Palo Alto plots greener future at Sustainability Summit

Close to 300 attendees debate new goals, policies for slashing carbon

Car-free corridors, a carbon tax and a charging station for every hungry vehicle.

Solar panels, smart meters galore and a farewell to natural gas and free parking.

The ideas for transforming Palo Alto into a greener and more resilient community came flying from every direction at the city's Sustainability Summit, which brought a crowd of almost 300 residents on Sunday to Jordan Middle School.

Organized by Gil Friend, the city's chief sustainability officer, the summit featured a TED-style talk from a retired Marine who advised the Joint Chief of Staff on a "Grand Strategy" around sustainability; a presentation about the city's new Sustainability and Climate Action Plan; and a group exercise in which attendees broke into groups and discussed potential goals – as well as anticipated obstacles – in the city's renewed charge to cut carbon.

In his introductory comments, Mayor Pat Burt called the event "perhaps the largest and most important environmental gathering in Palo Alto's history."

"Your guidance and commitment today will help determine whether we will pass on a sustainable community to our children and their children," Burt said.

The event took place at a time when the City Council is preparing to renew its vows to cut carbon. The City Council had adopted its last Climate Action Plan in 2007, becoming one of five cities in the nation to do so, according to Friend. On Monday night, the City Council is set to discuss the new Sustainability and Climate Action Plan, which will set out new goals and strategies for achieving them. Specifically, it will recommend a goal of slashing emissions by 80 percent by 2030. This would be well ahead of California's aspirational goal of reducing emissions by 80 percent by 2050.

Friend cited the city's recent accomplishments in promoting carbon reduction, including a carbon-neutral electric portfolio and a green-building ordinance that goes well beyond state requirements for sustainable construction.

"California leads the country and we're a step ahead of that," Friend said. "Not just because we can, but because it makes good sense."

The event began with a video presentation from Mark Mykelby, a retired Marine colonel who served as an advisor to the Joint Chief of Staff and who champions the idea of a national strategy built around sustainability. Initially scheduled to give the keynote address at the summit, Mykleby attended the event via videoconference after snowstorms impacted his travel plans. After a video of his talk screened, Mykleby was digitally transported to Jordan for a round of questions and answers.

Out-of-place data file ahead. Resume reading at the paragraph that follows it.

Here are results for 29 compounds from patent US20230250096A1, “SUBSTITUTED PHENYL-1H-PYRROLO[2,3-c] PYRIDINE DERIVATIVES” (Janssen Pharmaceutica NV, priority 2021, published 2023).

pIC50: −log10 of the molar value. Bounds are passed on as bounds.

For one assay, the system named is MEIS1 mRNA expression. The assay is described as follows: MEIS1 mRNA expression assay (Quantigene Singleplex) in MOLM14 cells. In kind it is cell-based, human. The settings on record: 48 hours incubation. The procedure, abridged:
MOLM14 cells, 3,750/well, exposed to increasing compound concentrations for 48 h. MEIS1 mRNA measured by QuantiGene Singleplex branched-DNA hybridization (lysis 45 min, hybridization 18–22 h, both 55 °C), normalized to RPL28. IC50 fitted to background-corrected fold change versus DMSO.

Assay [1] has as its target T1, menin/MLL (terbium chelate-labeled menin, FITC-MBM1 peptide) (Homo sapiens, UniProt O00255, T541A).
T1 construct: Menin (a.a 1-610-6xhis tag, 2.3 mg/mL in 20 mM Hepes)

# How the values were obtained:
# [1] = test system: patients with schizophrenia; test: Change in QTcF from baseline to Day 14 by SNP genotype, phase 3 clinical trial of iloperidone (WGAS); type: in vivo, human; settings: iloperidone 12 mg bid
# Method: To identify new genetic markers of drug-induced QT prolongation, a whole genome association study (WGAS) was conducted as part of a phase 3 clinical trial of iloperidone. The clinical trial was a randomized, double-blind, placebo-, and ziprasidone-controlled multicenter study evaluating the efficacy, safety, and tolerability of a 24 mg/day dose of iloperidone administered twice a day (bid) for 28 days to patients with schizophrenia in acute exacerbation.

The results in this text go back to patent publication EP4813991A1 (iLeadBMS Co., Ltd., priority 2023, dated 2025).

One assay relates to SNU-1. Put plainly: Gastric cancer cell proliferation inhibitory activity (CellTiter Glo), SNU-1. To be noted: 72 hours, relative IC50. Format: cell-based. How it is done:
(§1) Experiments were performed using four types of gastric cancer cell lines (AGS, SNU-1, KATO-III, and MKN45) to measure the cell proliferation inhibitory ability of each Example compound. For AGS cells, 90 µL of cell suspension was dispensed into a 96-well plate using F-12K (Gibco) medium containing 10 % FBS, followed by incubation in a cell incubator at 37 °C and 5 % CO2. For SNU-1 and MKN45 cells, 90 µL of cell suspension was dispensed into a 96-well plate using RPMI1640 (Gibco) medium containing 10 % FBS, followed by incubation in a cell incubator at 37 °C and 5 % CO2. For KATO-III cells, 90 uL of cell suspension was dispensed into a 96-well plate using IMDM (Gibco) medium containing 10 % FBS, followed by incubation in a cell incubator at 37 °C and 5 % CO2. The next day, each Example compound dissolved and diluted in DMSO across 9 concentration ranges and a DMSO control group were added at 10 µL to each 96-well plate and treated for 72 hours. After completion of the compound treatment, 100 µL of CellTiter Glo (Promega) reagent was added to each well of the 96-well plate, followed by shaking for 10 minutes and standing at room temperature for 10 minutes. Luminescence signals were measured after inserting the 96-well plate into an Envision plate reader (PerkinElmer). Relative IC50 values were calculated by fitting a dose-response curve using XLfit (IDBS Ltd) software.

Mykelby made a case in his presentation for a more urgent response to the globe's growing population and the corresponding depletion of resources. By the middle of the century, he said, the world will have to fold in 9 billion people. In places like China, water supply will be strained by population growth. And food continues to grow more expensive, he said.

"We are depleting the ecosystem at a rate we've never seen before," Mykleby said. "We just don't have enough s--t in the world to support what we're doing. Come to grips with that!"

He encouraged a strategy built around three main pillars: walkable communities, regenerative agriculture and a productivity revolution in manufacturing and energy.

In his live remarks to the enthusiastic Palo Alto crowd, Mykleby lauded the city for its efforts on sustainability and for putting together the Sunday summit.

"You're one of the examples I like to use as to what it means to be citizens and get stuff done," Mykleby said. "What you're doing is real and important."

Then the crowd got to work. Over a series of rounds, groups gathered around tables and debated a series of broad questions: What if Palo Alto was leading the way? What obstacles might we face and how can we overcome them? If our success was completely guaranteed, what bold steps might we choose?

Each group was assigned a category to focus on: either transportation, energy, water or the natural environment. After a round of brainstorming, attendees would rotate into new groups and grapple with new topics.